Water, water everywhere — at least around here, where Louisiana is the beneficiary of the Mississippi River delta.
Water shortages are more the rule elsewhere, including in Texas and in California, giant states that face challenges supplying water for growing cities, not to mention the needs of agriculture and industry.
The greatest part of the work of Louisiana’s new Water Institute of the Gulf has been focused on the “gulf” part — coastal erosion and restoration of our state’s battered coastline. Water, though, is also part of the title and will have an increasing role in the research at the institute.
Chip Groat, president and chief executive officer of the Water Institute, told the Baton Rouge Press Club on Monday that the independent research group has been working with the Coastal Protection and Restoration Authority to support planning by improving computer modeling on coastal processes, research on water and sediment flow in the Mississippi River and other river deltas.
“The science we do is applied science for coastal restoration and protection,” Groat said. “This information is to be applied. It’s to help make decisions.”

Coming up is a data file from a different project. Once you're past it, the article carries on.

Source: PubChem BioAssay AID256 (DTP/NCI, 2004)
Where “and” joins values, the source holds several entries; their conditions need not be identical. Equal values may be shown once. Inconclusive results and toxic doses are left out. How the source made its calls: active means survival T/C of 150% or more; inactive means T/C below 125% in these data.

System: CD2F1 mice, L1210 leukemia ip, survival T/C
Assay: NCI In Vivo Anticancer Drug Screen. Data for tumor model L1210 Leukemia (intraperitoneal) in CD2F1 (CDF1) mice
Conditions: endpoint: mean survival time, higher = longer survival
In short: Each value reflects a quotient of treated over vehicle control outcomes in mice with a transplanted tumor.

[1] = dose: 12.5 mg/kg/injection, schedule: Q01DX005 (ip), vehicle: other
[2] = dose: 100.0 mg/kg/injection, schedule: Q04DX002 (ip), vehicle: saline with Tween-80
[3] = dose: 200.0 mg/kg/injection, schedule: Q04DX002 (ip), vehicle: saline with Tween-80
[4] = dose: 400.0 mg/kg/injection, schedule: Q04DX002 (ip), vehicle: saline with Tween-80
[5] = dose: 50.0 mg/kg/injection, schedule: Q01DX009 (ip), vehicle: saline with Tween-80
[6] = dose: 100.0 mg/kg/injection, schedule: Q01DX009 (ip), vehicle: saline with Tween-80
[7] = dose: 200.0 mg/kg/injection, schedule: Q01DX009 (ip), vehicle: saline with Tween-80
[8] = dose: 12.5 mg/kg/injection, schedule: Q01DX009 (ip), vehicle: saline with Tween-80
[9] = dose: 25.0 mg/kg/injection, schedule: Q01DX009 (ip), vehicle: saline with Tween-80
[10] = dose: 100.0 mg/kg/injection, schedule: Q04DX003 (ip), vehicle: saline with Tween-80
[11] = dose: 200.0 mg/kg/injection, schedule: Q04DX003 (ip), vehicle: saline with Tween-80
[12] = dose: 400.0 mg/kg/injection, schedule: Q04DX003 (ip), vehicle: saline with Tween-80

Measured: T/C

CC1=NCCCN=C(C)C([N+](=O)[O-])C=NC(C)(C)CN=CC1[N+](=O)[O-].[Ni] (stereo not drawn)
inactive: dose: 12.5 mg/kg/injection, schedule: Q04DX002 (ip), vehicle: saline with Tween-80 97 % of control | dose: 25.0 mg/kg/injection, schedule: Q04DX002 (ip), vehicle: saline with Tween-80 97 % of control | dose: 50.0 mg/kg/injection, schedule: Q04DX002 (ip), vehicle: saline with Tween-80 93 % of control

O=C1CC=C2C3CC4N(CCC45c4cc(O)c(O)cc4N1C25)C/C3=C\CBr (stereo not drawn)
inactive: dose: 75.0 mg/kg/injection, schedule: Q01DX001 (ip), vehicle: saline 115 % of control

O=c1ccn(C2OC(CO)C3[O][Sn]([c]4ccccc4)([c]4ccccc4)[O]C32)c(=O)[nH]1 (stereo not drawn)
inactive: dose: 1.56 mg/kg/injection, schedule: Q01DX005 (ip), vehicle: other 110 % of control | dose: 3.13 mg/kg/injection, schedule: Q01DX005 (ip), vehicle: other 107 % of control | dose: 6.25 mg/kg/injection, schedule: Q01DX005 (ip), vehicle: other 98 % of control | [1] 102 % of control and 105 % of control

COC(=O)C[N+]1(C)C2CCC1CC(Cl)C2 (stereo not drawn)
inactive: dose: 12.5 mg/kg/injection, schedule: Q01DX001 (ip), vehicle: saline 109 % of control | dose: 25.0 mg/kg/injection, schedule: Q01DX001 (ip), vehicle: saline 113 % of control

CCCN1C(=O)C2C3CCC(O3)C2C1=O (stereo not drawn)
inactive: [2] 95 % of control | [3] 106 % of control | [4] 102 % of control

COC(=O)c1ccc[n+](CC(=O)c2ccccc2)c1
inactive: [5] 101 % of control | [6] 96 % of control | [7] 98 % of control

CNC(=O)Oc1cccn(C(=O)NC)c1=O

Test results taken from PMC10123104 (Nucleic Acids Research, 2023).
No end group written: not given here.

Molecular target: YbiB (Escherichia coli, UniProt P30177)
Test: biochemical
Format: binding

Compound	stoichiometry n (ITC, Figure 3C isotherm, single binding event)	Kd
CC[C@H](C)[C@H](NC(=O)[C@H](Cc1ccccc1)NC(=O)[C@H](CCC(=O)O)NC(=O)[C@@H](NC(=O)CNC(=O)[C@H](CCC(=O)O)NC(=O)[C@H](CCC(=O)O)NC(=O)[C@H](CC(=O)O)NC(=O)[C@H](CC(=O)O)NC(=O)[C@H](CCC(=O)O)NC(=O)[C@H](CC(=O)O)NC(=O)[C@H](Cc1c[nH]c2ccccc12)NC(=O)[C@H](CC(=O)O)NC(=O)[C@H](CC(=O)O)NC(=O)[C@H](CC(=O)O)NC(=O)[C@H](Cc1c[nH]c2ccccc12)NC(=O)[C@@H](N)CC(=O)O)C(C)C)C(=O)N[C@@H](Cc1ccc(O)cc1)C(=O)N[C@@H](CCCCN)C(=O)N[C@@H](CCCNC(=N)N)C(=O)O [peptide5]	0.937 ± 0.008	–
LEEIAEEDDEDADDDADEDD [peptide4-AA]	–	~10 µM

That focus and funding is driving what Groat described as fruitful partnerships with academic institutions around the state — Groat came from the University of Texas but had been at LSU and the Louisiana Geological Survey earlier in his career.
The “water” part of the title includes not only research that can be of value to the Mississippi River delta but also to river deltas around the world. The institute is now working with Vietnamese scientists in the Mekong Delta, for example.
The model for the Louisiana institute is the Dutch organization Deltares. In the wake of the 2005 hurricanes, U.S. Sen. Mary Landrieu, D-La., organized bipartisan delegations of New Orleans and state officials to visit the Netherlands and Belgium to study those countries’ solutions to flooding and coastal erosion. The institute, funded by the state and the Baton Rouge Area Foundation, hopes to have a worldwide role on water issues.
University partners across Louisiana and the institute collaborated on a proposal to have the institute named as a Center of Excellence under the RESTORE Act, which means it will get a portion of the money assigned through the act as a result of the 2010 Deepwater Horizon oil disaster.
The funding of the institute is a long-term response not only to the crises of nine years ago after landfall of Hurricane Katrina but the issues arising from water management in the state and around the world.